Release of 100 Egyptian fishermen held in Sudan ordered: Syndicate source
Egyptian fishermen - YOUM7 (Archive)

CAIRO: The Sudanese Prosecution ordered Thursday to release 100 Egyptian fishermen detained in April for allegedly trespassing in Sudanese waters, the Chairman of Independent Fishermen Syndicate in Matariya Taha el-Rasheedy told The Cairo Post.

Rasheedy said that he is expecting the released fishermen to be deported to Egypt within the coming days.

“The Sudanese decision came after excessive negotiations between both Egyptian and Sudanese authorities over the past days,” added Rasheedy.

Sudan had previously commuted prison sentences and a 5,000 EGP ($638) fine against the Egyptian fishermen over charges of crossing into Sudanese waters.

The fishermen, however, were still standing trial in Sudan on charges of spying; their hearing was adjourned to July 28, Youm7 reported Wednesday.

The former head of the syndicate, Naseem Badr el-Din, told The Cairo Post that the fishermen were “wrongly detained” and that they were captured in international waters on their way to Eritrea.

“The fishermen had prior authorization for fishing in Eritrea,” El-Din added. “Some reports claimed that the fishermen have been held in exchange for the Sudanese miners who were arrested in Egypt over illegal mining activities.”

The total number of the detained fishermen in Sudan was 101; the last fishermen was reportedly kept in custody pending investigations, a source at the Syndicate told The Cairo Post on condition of anonymity.

The source added that the fishermen were accused of spying.

The remaining fisherman took a picture to prove they were arrested in the international waters, said the source, adding that the fisherman was accused of “taking pictures of Sudanese military sites.”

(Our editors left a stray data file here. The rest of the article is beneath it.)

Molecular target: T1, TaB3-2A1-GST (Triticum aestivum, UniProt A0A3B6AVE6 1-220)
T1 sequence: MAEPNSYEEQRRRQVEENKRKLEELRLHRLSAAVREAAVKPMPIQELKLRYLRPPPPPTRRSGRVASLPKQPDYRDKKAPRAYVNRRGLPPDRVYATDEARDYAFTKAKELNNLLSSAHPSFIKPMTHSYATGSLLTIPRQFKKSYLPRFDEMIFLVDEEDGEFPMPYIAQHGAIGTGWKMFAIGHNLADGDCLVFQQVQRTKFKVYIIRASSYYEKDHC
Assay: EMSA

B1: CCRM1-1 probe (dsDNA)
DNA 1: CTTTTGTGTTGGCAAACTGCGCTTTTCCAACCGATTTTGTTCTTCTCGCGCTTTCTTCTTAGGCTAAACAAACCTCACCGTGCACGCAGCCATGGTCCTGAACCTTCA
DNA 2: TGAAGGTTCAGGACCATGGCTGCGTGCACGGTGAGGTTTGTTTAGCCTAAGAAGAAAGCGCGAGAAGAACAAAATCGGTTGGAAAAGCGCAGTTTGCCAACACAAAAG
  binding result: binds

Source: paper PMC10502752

More Egyptian fishermen held over crossing territorial waters

The Ministry of Foreign Affairs warned Egyptian fishermen against fishing in regional waters, and directed them to respect regional boundaries between countries in a Wednesday statement.

The statement specified states that witness conflicts like Libya and Yemen or facing terrorist threats like Tunisia. The ministry’s statement also warned that Tunisian authorities are raising measures of dealing with territorial waters infiltration to immediate fire.

A total of 32 Egyptian fishermen are being held by Tunisian and Libyan coast guards over crossing into territorial waters of both countries.

In two separate incidents, the fishermen were detained on board of two boats. The first boat, the Princess Mona, carrying 16 fishermen, was seized in Libya’s Misrata in June. The Libyan coast guards opened fire against the boat, killing one fisherman; 15 others were arrested, the head of the Fishermen Syndicate Ahmed Nassar told The Cairo Post.

The other boat, the Hadj Galal, was carrying 17 fishermen and was seized July 17 in similar circumstances.

“The fishermen mistakenly entered the Tunisian waters after a malfunction in their navigation devices,” Nassar explained.

He added that the Egyptian Foreign Ministry has contacted its Tunisian counterpart to reach an agreement to release the detained fishermen.





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